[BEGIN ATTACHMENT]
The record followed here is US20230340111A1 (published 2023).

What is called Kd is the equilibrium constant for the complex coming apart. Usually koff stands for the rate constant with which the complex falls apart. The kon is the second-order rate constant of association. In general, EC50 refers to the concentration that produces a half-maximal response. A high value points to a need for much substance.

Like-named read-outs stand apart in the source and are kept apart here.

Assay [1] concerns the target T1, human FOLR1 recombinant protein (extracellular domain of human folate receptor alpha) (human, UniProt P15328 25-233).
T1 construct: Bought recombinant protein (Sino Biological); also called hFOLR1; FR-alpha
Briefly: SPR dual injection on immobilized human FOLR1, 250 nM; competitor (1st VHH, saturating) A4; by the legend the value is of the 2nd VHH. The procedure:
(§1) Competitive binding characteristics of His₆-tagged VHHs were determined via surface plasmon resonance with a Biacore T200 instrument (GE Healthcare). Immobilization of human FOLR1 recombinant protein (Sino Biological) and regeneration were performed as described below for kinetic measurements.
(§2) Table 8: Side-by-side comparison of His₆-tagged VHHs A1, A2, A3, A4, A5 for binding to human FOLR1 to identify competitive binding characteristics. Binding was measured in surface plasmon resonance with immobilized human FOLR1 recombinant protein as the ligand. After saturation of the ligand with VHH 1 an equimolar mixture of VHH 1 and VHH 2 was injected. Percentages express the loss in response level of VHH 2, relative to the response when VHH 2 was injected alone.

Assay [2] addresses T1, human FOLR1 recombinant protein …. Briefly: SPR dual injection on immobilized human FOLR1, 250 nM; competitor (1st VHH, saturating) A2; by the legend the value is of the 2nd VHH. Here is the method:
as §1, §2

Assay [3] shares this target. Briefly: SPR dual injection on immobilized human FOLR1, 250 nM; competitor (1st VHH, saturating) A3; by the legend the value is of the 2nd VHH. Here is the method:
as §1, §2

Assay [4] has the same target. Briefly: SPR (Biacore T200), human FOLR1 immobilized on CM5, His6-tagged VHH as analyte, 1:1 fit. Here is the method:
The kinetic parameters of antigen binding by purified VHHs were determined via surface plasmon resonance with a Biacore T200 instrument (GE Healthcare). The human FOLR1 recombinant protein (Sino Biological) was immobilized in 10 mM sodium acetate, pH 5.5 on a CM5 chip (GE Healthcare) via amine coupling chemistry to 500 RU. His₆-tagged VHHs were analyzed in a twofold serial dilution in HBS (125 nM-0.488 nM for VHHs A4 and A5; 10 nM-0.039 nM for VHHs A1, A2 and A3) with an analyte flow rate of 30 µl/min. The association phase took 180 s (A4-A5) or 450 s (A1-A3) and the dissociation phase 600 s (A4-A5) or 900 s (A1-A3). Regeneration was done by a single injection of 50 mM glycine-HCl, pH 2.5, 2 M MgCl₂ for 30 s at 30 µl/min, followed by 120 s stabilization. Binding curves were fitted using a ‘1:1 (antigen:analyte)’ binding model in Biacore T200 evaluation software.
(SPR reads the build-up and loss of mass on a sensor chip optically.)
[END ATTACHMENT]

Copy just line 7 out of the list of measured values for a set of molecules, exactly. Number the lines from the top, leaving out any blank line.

(§1) Competitive binding characteristics of His₆-tagged VHHs were determined via surface plasmon resonance with a Biacore T200 instrument (GE Healthcare). Immobilization of human FOLR1 recombinant protein (Sino Biological) and regeneration were performed as described below for kinetic measurements.